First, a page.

|Born: February 22, 1920|
Staten Island, New York
|Died: August 15, 1963 (aged 43)|
|September 8, 1946, for the New York Yankees|
|Last MLB appearance|
|September 20, 1954, for the Cincinnati Redlegs|
|Earned run average||4.76|
|Career highlights and awards|
Karl August Drews (February 22, 1920 – August 15, 1963) was an American professional baseball right-handed pitcher, whose baseball career spanned 21 seasons (1939–59). He played in Major League Baseball (MLB) from 1946 to 1949 and 1951 to 1954 for the New York Yankees, St. Louis Browns, Philadelphia Phillies, and Cincinnati Redlegs. Drews stood 6 feet 4 inches (1.93 m) tall and weighed 192 pounds (87 kg).
A Staten Island, New York native, Drews appeared in two games for the Yankees in the 1947 World Series as a relief pitcher and held the Brooklyn Dodgers to one run and two hits in three innings pitched, although he did allow a base on balls and a hit batsman and threw a wild pitch. During his MLB career, Drews appeared in 218 games played, 107 as a starting pitcher, and gave up 913 hits and 332 bases on balls in 8262⁄3 innings, with 322 strikeouts. In his finest season, with the 1952 Phillies, he finished third in the National League (NL) in shutouts (five), sixth in complete games (15), and seventh in earned run average (ERA) (2.72). Drews won 14 games (losing 15), while appearing in 33 games, 30 as a starter.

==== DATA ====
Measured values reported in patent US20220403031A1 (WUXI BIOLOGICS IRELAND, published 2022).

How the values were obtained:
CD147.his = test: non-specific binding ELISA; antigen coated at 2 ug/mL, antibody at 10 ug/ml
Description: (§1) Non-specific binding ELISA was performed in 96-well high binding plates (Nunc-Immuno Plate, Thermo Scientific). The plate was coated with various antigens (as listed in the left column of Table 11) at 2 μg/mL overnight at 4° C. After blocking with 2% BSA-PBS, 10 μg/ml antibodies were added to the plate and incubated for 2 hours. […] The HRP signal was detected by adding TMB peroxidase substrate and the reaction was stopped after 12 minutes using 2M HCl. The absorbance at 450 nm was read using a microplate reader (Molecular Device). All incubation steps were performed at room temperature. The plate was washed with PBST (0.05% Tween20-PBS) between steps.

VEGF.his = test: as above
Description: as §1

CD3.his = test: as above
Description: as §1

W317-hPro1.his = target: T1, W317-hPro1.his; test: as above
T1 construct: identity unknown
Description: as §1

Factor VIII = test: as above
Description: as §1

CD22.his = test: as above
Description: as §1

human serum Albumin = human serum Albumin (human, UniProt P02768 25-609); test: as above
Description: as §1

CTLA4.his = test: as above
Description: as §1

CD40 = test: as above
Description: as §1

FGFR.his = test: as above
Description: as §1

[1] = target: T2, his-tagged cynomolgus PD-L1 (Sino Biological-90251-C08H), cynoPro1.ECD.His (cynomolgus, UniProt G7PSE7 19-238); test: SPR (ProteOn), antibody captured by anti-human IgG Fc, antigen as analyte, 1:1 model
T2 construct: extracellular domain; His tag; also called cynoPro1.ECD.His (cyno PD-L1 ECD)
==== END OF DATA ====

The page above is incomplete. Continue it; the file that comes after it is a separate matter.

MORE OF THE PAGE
On August 15, 1963, Drews was killed at age 43 by a drunk driver in Florida. A grandson, Matt Drews, is a former Minor League Baseball (MiLB) right-handed pitcher selected by the Yankees in the first round of the June 1993 MLB Draft, who played for seven seasons.